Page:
It ever rains pitchforks,as she has heard said;
So she walks for an hour,about in the shower,
And ,loes home at last with a cold in her head
"",R ." ., ;-
"I've lived a whole yea.r'said the wise babie,
SAnd I know what I say,my dears;
"Spring with its nice posies,
its fun and its roses,
Comes but once in an age,my dears"'
L .. .I +I, t lmii
"Oh dea r"s id miss Daffodil out
on the lawn,
"I am certainly sorry I ever was
I am ti red of growing, I'm
thirsty and hot,-
But ha,here comes Tom
with his watering pot"
Said the city child to Lucy,
As they met upon the. reen,
"I've just.found the finest flower
SThat I have overseen."
"Oh my,you siI ly city child,
You are green as grass,indeed,
It is but a dandelion
.1 And nothing but a weed.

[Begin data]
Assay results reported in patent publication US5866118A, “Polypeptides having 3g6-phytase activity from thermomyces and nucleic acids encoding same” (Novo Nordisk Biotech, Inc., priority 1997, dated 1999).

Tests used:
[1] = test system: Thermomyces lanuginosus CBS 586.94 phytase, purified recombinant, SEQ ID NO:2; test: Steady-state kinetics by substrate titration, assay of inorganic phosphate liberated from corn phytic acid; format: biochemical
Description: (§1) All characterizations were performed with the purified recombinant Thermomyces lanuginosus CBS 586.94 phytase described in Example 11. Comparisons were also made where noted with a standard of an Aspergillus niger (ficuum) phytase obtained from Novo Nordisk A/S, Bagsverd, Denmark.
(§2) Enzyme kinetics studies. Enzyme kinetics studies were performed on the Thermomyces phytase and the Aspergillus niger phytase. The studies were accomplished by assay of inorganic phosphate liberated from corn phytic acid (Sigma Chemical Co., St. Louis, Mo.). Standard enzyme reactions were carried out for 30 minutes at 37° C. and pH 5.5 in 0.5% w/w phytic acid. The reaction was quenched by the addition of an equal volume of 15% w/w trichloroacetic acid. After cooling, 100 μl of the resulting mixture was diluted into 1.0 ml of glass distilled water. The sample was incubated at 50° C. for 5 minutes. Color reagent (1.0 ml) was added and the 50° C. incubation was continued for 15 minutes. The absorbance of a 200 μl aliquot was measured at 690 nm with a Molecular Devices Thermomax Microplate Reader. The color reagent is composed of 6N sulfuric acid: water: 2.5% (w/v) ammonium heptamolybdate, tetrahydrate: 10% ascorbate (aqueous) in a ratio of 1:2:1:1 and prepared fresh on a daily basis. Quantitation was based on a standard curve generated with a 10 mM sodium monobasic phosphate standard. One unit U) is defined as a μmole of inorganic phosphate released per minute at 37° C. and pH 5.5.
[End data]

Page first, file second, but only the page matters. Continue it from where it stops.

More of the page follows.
"Ah,but in my mothers garden
SThere are Flowers brave to see
S There are hollyhocks and roses,
"Where hangs the honey bee.
"There are marigolds: and heartsease, ,
Andj Forget-ne-nots so blue,
And perhaps,if you will ask her, r)
She'll 8ive you one or two." i.
"Said the city child Id to Lucy,
"She has none so 8ay as these;
And if she has,what's one or two
Compared to all you please?")
"Oh my!we're most afraid to see
Such gaudy colors everywhere.
The trees are 8reen,they shouldn't be,
And bright Say Flowers here and there.
"The sky is blue,the wicked sky,
A deep delicious lovely blue;
And such d orUeous sun,oh my,
Whatever are we coming to!
"Here's russet brown and olive 8reen,
And pink and purp'le,oh dear me!
But we're all drab-colored and sad
Just as we know we ou ht to be."
-- 2'C Z~ -~ *
Faraway on the beach where the wild waves p I ay,
As they come with d rush to the I dand,
Theyou n M i ll ikens came one 5unsh iny day,
To bathe and to stroll I on the sand
Said the Milliken boy to the M illiken irl,
"I don't want to bathe in the sea;
For each day Iv'e a scrub in a horrid old tub,
And one bath is suFFicient For me."
These five little girlsand one little boy
Do merrily dance in a rin;
"And pray little 8irls,and pray little boy,